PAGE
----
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Kelsey, Kelsey & Hickey, PLLC - Estate Planning

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Whether you’re preparing legal documents or resolving a serious dispute, our attorneys offer the reliable and practical counsel you need to get results.

Over 100 Years Of Combined Experience

Understanding the benefits of a special needs trust

Many families in Denton and the Dallas-Fort Worth Metroplex have family members with a variety of special needs. As both parents and the child age, planning for the child’s financial needs becomes a very critical issue. Over the last 20 years, lawyers working with the federal government have created a very useful estate planning vehicle called a special needs trust. A special needs trust is intended to maintain the beneficiary’s eligibility for government benefits such as Medicare, Medicaid and Supplement Social Security while not diminishing the personal assets of the trust beneficiary.

What is a special needs trust?

A special needs trust is a trust that serves as a depository for assets belonging to the beneficiary. To be eligible for Supplemental Social Security Income and Medicaid, a person cannot own more than $2,000 in assets. If assets are transferred directly to a disabled child, his or her eligibility for important government assistance programs can be impaired or eliminated. A special needs trust receives a dispensation from the Internal Revenue Service such that assets placed in a special needs trust are not counted against the asset limit of $2,000.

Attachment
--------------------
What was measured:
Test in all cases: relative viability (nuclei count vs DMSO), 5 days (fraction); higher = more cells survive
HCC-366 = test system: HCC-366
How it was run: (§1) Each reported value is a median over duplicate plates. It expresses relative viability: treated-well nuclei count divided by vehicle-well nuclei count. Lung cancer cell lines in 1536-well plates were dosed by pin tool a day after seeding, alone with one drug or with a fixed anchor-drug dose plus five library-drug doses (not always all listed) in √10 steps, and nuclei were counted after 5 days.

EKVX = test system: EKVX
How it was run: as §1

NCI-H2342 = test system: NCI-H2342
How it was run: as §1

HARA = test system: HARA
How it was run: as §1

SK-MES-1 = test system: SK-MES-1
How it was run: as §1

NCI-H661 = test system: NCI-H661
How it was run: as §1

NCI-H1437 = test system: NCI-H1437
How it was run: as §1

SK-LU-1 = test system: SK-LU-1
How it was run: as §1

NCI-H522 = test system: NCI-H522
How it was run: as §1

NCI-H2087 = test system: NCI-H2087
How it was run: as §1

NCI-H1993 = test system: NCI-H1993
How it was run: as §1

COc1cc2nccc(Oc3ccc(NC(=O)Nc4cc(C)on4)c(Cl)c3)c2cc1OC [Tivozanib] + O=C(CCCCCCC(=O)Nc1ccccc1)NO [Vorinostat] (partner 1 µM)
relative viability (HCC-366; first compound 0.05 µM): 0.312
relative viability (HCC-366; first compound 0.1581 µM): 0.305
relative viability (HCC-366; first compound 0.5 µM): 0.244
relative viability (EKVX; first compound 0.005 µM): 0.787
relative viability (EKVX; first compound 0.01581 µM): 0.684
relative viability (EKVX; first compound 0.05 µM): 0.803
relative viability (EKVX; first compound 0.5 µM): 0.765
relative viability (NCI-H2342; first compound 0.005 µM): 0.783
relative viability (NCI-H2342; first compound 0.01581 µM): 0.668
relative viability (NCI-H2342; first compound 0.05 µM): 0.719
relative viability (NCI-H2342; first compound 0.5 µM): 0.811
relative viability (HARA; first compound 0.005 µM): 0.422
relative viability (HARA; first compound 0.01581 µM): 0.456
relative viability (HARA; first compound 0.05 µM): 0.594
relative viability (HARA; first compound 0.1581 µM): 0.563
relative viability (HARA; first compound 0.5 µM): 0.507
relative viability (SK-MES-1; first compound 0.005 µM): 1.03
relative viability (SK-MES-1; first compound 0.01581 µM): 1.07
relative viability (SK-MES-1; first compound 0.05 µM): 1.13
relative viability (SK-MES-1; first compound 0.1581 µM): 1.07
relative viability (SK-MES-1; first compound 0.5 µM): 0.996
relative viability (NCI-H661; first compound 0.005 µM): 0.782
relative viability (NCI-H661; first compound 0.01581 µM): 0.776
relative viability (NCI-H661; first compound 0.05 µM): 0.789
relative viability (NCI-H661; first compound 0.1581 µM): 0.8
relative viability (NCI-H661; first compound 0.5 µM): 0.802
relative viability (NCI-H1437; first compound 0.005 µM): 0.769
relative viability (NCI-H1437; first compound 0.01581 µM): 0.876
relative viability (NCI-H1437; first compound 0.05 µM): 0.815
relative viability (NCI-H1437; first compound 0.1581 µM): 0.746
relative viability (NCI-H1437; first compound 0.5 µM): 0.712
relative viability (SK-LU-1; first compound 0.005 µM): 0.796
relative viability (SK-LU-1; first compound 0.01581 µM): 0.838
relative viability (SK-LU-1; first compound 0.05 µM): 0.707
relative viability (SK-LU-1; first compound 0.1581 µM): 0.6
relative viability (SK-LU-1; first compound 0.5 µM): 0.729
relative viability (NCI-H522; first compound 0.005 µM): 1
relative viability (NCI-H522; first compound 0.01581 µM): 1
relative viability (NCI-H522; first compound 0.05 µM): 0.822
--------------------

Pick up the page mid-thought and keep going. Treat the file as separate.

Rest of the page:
Texas law permits two types of special needs trust: (1) a General Support Special Needs Trust and (2) a Supplemental Care Special Needs Trust. Most special needs trusts in Texas fall into the latter category. A supplemental trust provides that its assets may only be paid to the beneficiary after all government benefits have been exhausted. Assets in a general support special needs trust are intended to serve as the sole source of benefits for the beneficiary.

Establishing a special needs trust

The principal issue in establishing a special needs trust is the future financial needs and resources of the trust beneficiary. If assets of the trust beneficiary are used to fund the trust, the trust is known as a Self-Settled Special Needs Trust. If assets of another person, such as a family member or friend are use, the trust is known as a Third Party Special Needs Trust. The two types of trusts have small differences, and each requires a particular type of trust instrument.

One of the most important decisions in establishing a special needs trust is the selection of a trustee. Many people nominate a relative or a close friend. Another option is using a professional trustee, such as a bank or trust company, to fill that role.

Anyone interested in establishing a special needs trust should consult an experienced estate planning lawyer for advice. A knowledgeable attorney can provide advice on the type of special needs trust that best suits the family’s needs and ensure that the trust document meets all requirements of both state and federal law.